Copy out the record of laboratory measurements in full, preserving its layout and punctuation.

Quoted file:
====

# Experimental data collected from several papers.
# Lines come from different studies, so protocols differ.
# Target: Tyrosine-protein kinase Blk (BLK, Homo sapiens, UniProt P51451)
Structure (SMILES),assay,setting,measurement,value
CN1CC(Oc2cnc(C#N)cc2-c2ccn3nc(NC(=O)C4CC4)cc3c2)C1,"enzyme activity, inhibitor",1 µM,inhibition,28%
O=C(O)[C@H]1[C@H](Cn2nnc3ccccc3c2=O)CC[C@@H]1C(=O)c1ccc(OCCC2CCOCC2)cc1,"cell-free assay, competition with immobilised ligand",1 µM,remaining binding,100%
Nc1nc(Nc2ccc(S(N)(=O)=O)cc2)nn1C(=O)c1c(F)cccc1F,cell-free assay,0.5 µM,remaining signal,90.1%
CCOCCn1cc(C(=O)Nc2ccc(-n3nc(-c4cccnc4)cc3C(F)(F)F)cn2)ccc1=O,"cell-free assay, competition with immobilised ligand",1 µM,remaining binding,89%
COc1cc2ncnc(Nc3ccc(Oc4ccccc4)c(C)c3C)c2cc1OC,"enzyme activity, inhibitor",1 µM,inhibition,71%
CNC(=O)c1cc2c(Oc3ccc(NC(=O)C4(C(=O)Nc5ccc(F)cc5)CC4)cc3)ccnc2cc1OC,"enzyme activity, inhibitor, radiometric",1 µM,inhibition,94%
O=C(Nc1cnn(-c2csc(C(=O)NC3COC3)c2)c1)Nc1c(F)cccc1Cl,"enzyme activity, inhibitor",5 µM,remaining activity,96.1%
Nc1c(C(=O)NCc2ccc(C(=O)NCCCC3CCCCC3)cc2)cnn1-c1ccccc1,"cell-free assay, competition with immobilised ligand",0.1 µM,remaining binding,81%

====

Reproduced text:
# Experimental data collected from several papers.
# Lines come from different studies, so protocols differ.
# Target: Tyrosine-protein kinase Blk (BLK, Homo sapiens, UniProt P51451)
Structure (SMILES),assay,setting,measurement,value
CN1CC(Oc2cnc(C#N)cc2-c2ccn3nc(NC(=O)C4CC4)cc3c2)C1,"enzyme activity, inhibitor",1 µM,inhibition,28%
O=C(O)[C@H]1[C@H](Cn2nnc3ccccc3c2=O)CC[C@@H]1C(=O)c1ccc(OCCC2CCOCC2)cc1,"cell-free assay, competition with immobilised ligand",1 µM,remaining binding,100%
Nc1nc(Nc2ccc(S(N)(=O)=O)cc2)nn1C(=O)c1c(F)cccc1F,cell-free assay,0.5 µM,remaining signal,90.1%
CCOCCn1cc(C(=O)Nc2ccc(-n3nc(-c4cccnc4)cc3C(F)(F)F)cn2)ccc1=O,"cell-free assay, competition with immobilised ligand",1 µM,remaining binding,89%
COc1cc2ncnc(Nc3ccc(Oc4ccccc4)c(C)c3C)c2cc1OC,"enzyme activity, inhibitor",1 µM,inhibition,71%
CNC(=O)c1cc2c(Oc3ccc(NC(=O)C4(C(=O)Nc5ccc(F)cc5)CC4)cc3)ccnc2cc1OC,"enzyme activity, inhibitor, radiometric",1 µM,inhibition,94%
O=C(Nc1cnn(-c2csc(C(=O)NC3COC3)c2)c1)Nc1c(F)cccc1Cl,"enzyme activity, inhibitor",5 µM,remaining activity,96.1%
Nc1c(C(=O)NCc2ccc(C(=O)NCCCC3CCCCC3)cc2)cnn1-c1ccccc1,"cell-free assay, competition with immobilised ligand",0.1 µM,remaining binding,81%